More than 12 million working days were lost to anxiety and depression last year but medication is not always the answer
Francine Wolfisz is the Features Editor for Jewish News.
As he walked into his local surgery, one patient truly believed he was displaying the symptoms of a heart attack.
With difficulty breathing, pain all over his body and a racing heart, many would have been forgiven for thinking the same, but Dr Ellie Cannon’s experience told her this was in fact a panic attack brought on by work-induced stress – a condition now so common that the World Health Organisation calls it “a global epidemic”.
Working as an inner-city GP since 2006, Cannon has certainly seen her fair share of patients affected by work-related ill health, with latest figures revealing that more than half a million people in the UK are in fact seeking help for this very issue.
Last year alone, stress, depression and anxiety accounted for a staggering 12.5 million lost working days. Rather than simply doling out medication, Cannon believes taking a more holistic approach to the problem can effectively help those affected, as outlined in her new book, Is Your Job Making You Ill?
“It can be quite a scary position to find yourself in this situation. For many patients they worry about jeopardising their income, their career or feeling stigmatised,” explains Cannon, who works as a GP in St John’s Wood.
Looking at national statistics, employees within the public sector are more likely to develop work-related stress. While the average rate is 1,600 per 100,000, within the nursing sector that statistic almost doubles to 3,000 per 100,000.
Cannon, who writes a weekly health column for the Mail on Sunday and is a resident GP columnist for Best magazine, says: “There are obviously jobs where the stress is much worse, resources are constrained and the pressures are much higher.
“People who work within the charity sector, as aid workers or nursing staff, also have to deal with a job that is emotionally draining, so there are many reasons why certain professions are more vulnerable to this problem.”
The National Labour Force Work Survey also suggests more women than men are affected, however, this can be partly explained by women having “a greater likelihood” of disclosing their mental health problems.
“Sadly, mental health is still seen as a weakness and men can fall into that way of thinking. They are often told to “man up”, rather than admitting work is making them feel ill.”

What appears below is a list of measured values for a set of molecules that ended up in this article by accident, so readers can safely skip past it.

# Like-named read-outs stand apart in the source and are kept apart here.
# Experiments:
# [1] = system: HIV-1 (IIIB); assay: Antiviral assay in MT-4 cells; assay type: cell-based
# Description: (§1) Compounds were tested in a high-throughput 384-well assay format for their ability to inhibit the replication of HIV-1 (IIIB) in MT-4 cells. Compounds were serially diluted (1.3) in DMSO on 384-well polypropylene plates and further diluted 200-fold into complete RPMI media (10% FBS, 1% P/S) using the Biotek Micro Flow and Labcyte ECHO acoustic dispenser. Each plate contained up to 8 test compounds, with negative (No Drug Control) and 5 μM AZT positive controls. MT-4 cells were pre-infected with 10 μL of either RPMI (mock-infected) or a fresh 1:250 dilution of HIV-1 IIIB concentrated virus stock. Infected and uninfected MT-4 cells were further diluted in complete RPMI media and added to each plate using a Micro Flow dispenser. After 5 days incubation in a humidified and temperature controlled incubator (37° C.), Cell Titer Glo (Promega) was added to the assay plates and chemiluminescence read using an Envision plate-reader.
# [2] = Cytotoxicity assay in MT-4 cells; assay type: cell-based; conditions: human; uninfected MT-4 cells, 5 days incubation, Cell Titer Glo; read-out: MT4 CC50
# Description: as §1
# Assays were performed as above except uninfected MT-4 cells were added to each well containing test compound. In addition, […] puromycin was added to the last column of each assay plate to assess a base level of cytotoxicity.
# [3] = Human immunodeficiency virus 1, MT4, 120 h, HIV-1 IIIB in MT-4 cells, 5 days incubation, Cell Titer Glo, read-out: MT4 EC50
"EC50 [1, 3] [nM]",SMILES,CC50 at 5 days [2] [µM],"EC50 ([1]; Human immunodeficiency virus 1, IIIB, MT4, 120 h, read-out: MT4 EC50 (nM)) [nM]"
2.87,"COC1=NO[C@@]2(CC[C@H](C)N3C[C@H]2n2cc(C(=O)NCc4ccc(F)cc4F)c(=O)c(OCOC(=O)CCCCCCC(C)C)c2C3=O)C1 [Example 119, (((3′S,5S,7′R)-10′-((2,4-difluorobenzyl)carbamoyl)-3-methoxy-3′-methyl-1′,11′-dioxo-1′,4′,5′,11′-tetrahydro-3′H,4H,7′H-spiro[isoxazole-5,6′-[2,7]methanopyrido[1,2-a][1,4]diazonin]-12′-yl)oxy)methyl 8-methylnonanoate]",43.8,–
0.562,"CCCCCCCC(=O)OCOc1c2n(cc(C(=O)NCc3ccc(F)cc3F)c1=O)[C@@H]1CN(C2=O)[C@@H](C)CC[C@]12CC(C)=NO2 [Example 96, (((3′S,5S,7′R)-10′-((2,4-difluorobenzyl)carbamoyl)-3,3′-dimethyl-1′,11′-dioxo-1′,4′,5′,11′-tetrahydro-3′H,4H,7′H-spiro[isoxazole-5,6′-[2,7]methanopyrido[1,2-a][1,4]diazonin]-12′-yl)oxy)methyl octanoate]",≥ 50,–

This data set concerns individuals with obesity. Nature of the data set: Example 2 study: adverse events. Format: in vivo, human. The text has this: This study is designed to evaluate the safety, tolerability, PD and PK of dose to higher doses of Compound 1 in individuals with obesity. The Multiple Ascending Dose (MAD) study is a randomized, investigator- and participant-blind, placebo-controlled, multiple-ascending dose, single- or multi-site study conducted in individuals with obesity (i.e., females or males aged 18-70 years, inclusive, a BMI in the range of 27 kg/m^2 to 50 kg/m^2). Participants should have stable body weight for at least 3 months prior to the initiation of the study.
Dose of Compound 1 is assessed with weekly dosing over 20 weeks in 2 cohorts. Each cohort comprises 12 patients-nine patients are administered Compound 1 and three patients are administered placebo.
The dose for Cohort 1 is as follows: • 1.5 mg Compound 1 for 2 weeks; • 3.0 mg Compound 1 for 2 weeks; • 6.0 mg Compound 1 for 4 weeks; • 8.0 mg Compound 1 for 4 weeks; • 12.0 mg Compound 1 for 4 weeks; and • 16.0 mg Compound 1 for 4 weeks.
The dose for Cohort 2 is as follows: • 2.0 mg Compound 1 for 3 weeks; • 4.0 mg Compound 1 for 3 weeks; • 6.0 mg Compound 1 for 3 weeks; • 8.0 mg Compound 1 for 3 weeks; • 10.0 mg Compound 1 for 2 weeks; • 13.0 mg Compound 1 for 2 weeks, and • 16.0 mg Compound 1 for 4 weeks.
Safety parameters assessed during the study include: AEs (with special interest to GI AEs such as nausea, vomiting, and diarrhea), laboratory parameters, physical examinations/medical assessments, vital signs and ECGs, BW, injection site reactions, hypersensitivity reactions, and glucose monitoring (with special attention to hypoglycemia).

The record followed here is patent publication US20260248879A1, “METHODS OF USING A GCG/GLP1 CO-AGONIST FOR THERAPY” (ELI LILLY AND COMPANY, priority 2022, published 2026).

Stress can manifest itself as anxiety, panic attacks and addiction, as well as physical conditions, including high blood pressure, irritable bowel syndrome and insomnia.
“It’s a relatively common consultation for me to see someone coming in and saying they feel ill all the time,” Cannon tells me. “But once you unpick what is really going on – that they are not sleeping as well as they should be, working too hard, not exercising or eating well, or having the time to relax – then it becomes obvious their immune system is suffering as a result of stress, rather than any underlying physical problem.”
Is Your Job Making You Ill? by Dr Ellie Cannon (available now.)
While Cannon believes medication can certainly help alleviate the problem, she always advises her patients to try and look after themselves better, eat well and have time to relax.
Part of the book outlines practical ways to alleviate issues at work, including taking time off or seeking legal advice, as well as building resilience to help cope with similar situations again in the future.
Turning off from phones and emails after work hours is another practical way to help reduce stress.
“Twenty years ago you could walk out of the office and not be expected to continue working, whereas now we are available all the time, 24 hours a day, because of smart phones and emails.
“Just a few months ago, France recognised this problem and gave workers the right to disconnect."
“So there was an acknowledgement workers have the right to feel they don’t need to be connected all the time."
While it sounds simple enough, talking through your problems with friends and family can prove the most effective remedy of all.
“Being on social media too frequently can actually damage our real-life relationships and add to a sense of loneliness,” adds Cannon.
“Taking the time to have proper conversations and connecting with family and friends isn’t just something that makes us feel better – it’s actually hugely important to our overall sense of mental well-being."A really great article from the Jewish News.
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